August 28th, 2017
The school holidays are winding down and many parents, if not their children, are beginning to prepare for going back to school. Your child may be starting school for the first time in which case we have a blog that may be of interest to you.
Or your child may be going back to school and you’re keen to help them have a successful year. It may be a significant year for them with important exams to prepare for, or you just want to get the new term off to a good start.
Many parents want to help their children do well at school but what’s the difference between supporting them and being a ‘helicopter’ or ‘tiger’ parent? Over the summer we have been collaborating with the wise folk behind Tutor Fair to create a series of workshops designed to help children with the essential non-academic skills they need to help them be successful at school. One of the questions considered therein is how to get the balance right between over-controlling or over-protecting our kids and setting them up for success.
Much has been said about parents becoming ‘helicopter parents’, shielding them from mistakes and failures and doing too much for them. This can happen unwittingly as parents just get in the habit of doing things for kids when they’re young and don’t notice when they could be doing that thing for themselves. It’s quicker, easier and neater when we do a task. Our history projects/essays are better! We mistakenly think that doing things for our children is a sign of our love. It would be more loving however to empower them to deal with the world themselves.
You will also be aware of the phrase ‘tiger parenting’ to describe parents who push and push their kids in the belief that they are nurturing talent and ensuring great futures for them.
Australian Primary Principals Association president Dennis Yarrington noted that parents often interfere with homework and attributed this to increased academic competition created by league tables (Sydney Morning Herald May 2017) Yarrington said time-poor parents often find it easier to take over than to sit by while the child attempts to work it out.
If parents step in too much eg by ‘fixing’ their child’s mistakes the child learns that the outcome is more important than the process or more important than being challenged or taking a risk. They miss out on learning from a poor outcome, including learning to cope with that. We reduce their opportunity to practice handling stress and adversity.
Both helicoptering and tiger parenting are forms of overparenting that need to be avoided whilst still supporting children to do the best that they are capable of. Diana Baumrind, a clinical and developmental psychologist at the University of California, Berkeley, has done many studies on parental involvement and has found that “the optimal parent is one who is involved and responsive, who sets high expectations but respects her child’s autonomy”. These parents raise children who do better academically, psychologically and socially than children whose parents are either permissive, and less involved, or controlling and more involved.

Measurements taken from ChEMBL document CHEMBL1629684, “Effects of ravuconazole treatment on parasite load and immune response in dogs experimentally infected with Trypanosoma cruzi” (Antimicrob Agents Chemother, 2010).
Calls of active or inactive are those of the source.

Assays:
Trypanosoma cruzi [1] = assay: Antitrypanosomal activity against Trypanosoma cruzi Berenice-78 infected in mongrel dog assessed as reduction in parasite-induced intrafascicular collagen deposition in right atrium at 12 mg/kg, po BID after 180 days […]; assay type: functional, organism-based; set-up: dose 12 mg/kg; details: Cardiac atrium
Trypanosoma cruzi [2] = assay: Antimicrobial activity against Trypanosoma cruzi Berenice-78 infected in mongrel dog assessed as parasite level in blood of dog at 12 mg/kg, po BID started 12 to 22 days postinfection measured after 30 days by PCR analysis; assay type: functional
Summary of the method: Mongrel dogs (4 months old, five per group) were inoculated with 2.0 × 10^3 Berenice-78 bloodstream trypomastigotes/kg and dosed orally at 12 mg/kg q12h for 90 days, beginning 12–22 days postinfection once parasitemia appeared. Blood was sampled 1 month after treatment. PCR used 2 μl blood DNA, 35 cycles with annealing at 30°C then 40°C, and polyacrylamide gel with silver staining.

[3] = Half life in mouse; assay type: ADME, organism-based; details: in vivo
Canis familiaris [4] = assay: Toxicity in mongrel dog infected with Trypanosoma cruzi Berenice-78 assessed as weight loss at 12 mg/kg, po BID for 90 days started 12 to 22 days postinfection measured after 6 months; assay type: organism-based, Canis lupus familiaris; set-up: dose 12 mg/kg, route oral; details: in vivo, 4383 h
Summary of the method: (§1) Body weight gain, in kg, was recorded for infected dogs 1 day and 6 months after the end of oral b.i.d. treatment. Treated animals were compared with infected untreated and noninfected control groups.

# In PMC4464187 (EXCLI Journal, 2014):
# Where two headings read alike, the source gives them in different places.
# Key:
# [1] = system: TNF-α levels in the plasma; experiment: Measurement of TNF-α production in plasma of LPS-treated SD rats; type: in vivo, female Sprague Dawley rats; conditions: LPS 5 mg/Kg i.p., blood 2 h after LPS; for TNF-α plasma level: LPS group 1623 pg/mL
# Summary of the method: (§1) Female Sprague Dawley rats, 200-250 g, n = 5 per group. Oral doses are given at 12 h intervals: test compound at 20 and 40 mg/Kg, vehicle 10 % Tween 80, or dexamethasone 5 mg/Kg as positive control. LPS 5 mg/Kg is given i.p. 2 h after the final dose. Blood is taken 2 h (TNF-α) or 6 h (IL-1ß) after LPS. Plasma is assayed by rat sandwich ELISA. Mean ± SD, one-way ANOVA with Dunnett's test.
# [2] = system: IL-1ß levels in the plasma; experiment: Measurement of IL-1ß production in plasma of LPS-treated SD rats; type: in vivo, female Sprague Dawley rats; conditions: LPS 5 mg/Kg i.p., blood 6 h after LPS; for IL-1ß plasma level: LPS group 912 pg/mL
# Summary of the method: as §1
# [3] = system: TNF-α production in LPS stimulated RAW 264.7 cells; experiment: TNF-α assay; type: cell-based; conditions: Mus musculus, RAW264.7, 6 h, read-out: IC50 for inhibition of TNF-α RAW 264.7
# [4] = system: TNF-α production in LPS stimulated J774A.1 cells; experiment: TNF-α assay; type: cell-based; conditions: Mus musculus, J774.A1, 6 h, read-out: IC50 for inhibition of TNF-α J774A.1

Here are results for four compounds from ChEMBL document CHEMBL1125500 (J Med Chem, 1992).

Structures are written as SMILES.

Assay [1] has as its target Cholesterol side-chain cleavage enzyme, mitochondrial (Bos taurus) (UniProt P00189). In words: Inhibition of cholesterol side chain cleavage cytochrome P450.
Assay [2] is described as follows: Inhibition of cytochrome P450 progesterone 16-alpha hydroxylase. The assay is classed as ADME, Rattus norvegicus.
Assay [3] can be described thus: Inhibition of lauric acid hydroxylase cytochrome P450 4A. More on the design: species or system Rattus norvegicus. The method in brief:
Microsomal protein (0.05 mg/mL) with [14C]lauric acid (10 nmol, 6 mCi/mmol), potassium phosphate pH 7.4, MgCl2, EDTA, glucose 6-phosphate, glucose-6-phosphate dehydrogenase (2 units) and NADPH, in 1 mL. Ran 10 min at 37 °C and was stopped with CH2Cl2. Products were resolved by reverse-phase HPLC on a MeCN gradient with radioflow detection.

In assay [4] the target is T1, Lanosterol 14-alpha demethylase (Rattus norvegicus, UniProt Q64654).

We really need to avoid this trap as children with parents who are overparenting can become tense and unable to look after themselves. They develop learned helplessness or even a victim mentality. They don’t develop and don’t trust their own abilities or judgment. They certainly don’t develop the competence that leads to confidence. Such children can become fearful if they do not have faith in their own abilities to sort things out. They try less and give up easily. They expect everything to be done for them, not just by their parents but everyone else too.
It’s hard to know how to find that balance. What is involved parenting and where does it become over-controlling?
Here are 10 ways to ensure you’re being supportive, not interfering:
If we ask a child to do something that is too difficult for him he is likely to fail. Feeling a failure does not motivate anyone to try again. Contrast this with a task that is a bit of a stretch for the child.
Ask yourself could my child do this himself or be learning to do it himself?
We need to consider a child’s individual temperament and developmental stage as well as any special needs or conditions they may have when asking them to do something.
Tip: parents often UNDER-estimate what their children are capable of. Spend time with your child really observing him and listening to him to find out what he’s capable of. You may be surprised.
What is the best environment in which my child can do his homework? When is the best time for him to do it? What will he need to do the task? What obstacles/ challenges may arise?
This will be much more successful than imposing your ideas on your child. She may not have a choice about doing homework but can have input on how it happens. This makes it more likely that she will be committed to the process, will be more cooperative and will get used to coming up with solutions to problems.
Ask your child questions about the task at hand to elicit from them what they have to do, what challenges may arise and how they can overcome these.
Then LET THEM GET ON WITH IT.
And help them to see that they can manage the micro skills involved in a task.
Make sure that you drop in from time to time while your child is working to descriptively praise some aspect of what they’re doing. Focus, attitude, effort, any improvements, amount of work done, content of the work, etc.